Friday, January 29, 2016

Command Line Hardware Hacking 101 - Raspberry Pi controls an LED

While games are fun and all, I wanted to use my Raspberry Pi as more than just a little Linux box. Specifically, I wanted to use it to drive electric circuits. The Hello World of this sort of project is getting the Pi to turn on and off an LED. Fortunately, the kit Shira gave me as a present came with the LEDs, resisitors, and everything else I'd need to accomplish this little experiment.

It took a bit of poking, but I finally found this YouTube video which walked me through the whole process of hooking up an LED to the Pi. It even gave me the few lines of Python code I'd need to get the LED to turn on. Thanks to Murphy's Law, following the instructions exactly yielded a dead circuit. But on a whim I swapped out the red LED with a yellow one, and whooo! It worked!

It was official, I was a hardware hacker!

With that little success in world of hardware, I decided to turn back to the software side of things. As mentioned above, there's a small Python script that drives the above LED. I wondered, could I replicate this from bash? Turns out, I can. In classic Unix style, there's a set of devices files under /sys/class/gpio that I can trivially write to which controls the state of the LED.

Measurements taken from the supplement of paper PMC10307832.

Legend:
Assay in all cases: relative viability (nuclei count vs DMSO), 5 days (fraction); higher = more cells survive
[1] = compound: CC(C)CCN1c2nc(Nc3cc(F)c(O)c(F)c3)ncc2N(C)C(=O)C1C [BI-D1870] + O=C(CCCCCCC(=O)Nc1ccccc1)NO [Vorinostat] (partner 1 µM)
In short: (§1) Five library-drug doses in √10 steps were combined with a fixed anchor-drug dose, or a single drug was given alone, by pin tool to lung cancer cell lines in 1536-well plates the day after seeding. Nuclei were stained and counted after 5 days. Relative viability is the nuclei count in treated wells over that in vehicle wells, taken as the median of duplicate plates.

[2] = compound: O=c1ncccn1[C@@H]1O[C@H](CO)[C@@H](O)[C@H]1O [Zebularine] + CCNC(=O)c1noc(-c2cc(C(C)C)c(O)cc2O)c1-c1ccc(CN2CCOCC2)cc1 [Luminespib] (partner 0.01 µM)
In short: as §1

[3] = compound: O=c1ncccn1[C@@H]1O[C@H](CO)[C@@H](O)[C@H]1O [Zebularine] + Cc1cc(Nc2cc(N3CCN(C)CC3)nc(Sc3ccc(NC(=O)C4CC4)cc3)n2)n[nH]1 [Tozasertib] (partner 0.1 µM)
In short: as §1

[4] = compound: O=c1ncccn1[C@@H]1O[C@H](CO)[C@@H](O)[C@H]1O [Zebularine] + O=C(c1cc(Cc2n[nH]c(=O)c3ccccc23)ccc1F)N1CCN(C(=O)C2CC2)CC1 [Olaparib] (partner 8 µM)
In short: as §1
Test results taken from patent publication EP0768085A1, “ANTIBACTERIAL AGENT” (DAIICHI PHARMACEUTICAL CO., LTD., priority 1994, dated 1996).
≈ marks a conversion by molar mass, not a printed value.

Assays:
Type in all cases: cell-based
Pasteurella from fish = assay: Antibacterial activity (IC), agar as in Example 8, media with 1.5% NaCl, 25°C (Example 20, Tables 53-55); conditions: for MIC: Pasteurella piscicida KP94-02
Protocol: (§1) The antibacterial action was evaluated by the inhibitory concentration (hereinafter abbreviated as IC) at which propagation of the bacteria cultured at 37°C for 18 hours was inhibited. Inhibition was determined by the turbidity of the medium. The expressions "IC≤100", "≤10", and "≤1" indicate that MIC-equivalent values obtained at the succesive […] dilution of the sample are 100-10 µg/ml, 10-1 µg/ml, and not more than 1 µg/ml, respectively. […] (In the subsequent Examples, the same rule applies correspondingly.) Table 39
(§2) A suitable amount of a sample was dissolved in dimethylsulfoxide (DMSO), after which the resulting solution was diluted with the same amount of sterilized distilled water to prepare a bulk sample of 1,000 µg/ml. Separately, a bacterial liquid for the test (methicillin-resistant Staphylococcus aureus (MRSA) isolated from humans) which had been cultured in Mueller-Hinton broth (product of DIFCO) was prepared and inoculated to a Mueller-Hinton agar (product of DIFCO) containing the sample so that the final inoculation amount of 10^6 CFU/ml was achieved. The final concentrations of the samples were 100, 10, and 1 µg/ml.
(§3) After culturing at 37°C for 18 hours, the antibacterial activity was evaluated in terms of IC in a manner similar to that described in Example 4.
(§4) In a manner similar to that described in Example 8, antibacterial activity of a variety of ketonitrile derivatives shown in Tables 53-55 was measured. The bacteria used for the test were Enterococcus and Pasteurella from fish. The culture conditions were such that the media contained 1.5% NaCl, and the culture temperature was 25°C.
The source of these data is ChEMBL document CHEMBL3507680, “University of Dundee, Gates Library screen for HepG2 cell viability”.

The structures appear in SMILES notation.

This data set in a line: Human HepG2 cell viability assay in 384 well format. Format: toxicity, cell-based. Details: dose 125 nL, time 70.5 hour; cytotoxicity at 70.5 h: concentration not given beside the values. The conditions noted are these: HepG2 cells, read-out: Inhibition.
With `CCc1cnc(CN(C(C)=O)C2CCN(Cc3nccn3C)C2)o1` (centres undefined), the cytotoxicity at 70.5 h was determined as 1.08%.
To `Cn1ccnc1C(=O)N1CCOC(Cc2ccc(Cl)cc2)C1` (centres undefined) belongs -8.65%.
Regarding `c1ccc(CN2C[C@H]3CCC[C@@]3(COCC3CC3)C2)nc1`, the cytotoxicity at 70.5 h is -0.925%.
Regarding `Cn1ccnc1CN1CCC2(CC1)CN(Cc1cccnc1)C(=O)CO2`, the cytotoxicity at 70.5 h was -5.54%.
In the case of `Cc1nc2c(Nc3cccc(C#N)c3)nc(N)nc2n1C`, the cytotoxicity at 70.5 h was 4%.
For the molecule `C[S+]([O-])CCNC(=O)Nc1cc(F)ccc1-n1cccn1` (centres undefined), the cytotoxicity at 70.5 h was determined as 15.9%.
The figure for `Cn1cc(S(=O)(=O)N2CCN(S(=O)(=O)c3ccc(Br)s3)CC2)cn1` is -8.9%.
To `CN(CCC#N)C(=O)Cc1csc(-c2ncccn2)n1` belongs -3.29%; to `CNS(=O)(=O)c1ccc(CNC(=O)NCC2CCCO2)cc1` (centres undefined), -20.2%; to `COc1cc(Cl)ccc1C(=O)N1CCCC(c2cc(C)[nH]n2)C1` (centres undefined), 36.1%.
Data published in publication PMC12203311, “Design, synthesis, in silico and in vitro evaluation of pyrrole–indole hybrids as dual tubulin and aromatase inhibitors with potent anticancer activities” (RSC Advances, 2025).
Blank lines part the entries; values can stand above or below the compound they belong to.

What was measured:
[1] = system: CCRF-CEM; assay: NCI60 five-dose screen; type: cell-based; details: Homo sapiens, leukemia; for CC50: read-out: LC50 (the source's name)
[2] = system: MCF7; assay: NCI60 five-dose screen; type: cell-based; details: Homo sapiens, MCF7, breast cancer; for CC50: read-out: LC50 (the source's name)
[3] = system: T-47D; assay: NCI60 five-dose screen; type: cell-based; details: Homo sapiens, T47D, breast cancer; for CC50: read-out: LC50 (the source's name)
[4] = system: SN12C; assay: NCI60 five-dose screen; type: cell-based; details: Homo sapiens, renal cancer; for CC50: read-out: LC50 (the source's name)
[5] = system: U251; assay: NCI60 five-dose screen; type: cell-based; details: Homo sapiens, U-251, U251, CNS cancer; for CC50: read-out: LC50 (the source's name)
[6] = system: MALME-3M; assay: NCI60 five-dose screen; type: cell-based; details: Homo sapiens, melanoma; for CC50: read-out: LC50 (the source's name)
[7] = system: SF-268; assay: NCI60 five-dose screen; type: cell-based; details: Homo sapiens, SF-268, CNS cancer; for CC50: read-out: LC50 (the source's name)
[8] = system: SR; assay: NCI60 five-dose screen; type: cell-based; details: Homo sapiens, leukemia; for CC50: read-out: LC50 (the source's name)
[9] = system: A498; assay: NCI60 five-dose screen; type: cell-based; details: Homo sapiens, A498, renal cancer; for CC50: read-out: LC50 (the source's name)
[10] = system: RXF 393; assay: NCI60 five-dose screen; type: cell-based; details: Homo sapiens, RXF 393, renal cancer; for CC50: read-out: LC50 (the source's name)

In the Python example, I needed to reference GPIO pin 11. However, at the shell level, I needed to access 17. I sort of get why this is, but for now, I'm not dwelling on this. The bottom line is that I needed to run the following code as root to initialize shell access to the LED:

  echo 17 > /sys/class/gpio/export
  echo out > /sys/class/gpio/gpio17/direction

From there, I could turn on and off the LED by echoing 0 or 1 to /sys/class/gpio/gpio17/value. Which is just too cool, if I do say so myself. Once I had this capability in place, I was able to whip up two quick shell scripts. The first is led and it's a shortcut for turning on and off the LED:



case "$1" in
  on) echo 1 > $GPIO ;;
  off) echo 0 > $GPIO ;;
  *) echo "Usage: `basename $0` {on|off}" ;;

The second is blink which does the same sort of thing, but iterates through durations to turn the LED on and off for:



if [ -z "$1" ] ; then
  echo "Usage: `basename $0` on-time off-time ..."

while [ -n "$1" ] ; do
  echo 1 > $LED
  sleep $1 ; shift
  if [ -n "$1" ] ; then
    echo 0 > $LED
    sleep $1 ; shift

echo 0 > $LED

With these commands in place, the command line hacking can begin!

# led on ; sleep 3 ; led off

# while true ; do ./blink 1 1 ; done

# while true ; do ./blink .5 .5 .25 .25 .5 .5 ; done

# while true ; do ./led on ; sleep .25 ; ./led off ; sleep .25 ; done


  1. Now you are now my Bash expert friend. Thank you.

  2. The next logical step is to port your code to FORTH:

  3. > Now you are now my Bash expert friend. Thank you.

    I'm not sure about an expert; but it is probably my most frequently used programming language.

    > The next logical step is to port your code to FORTH:

    Definitely! The Pi is awesome, but in many respects, it's way too 'big'. It's an entire Linux box. Once I get a feel for it, I'm thinking I'll want to experiment with some smaller hardware - in the FORTH board you pointed to may very well be the way to go. Stay tuned...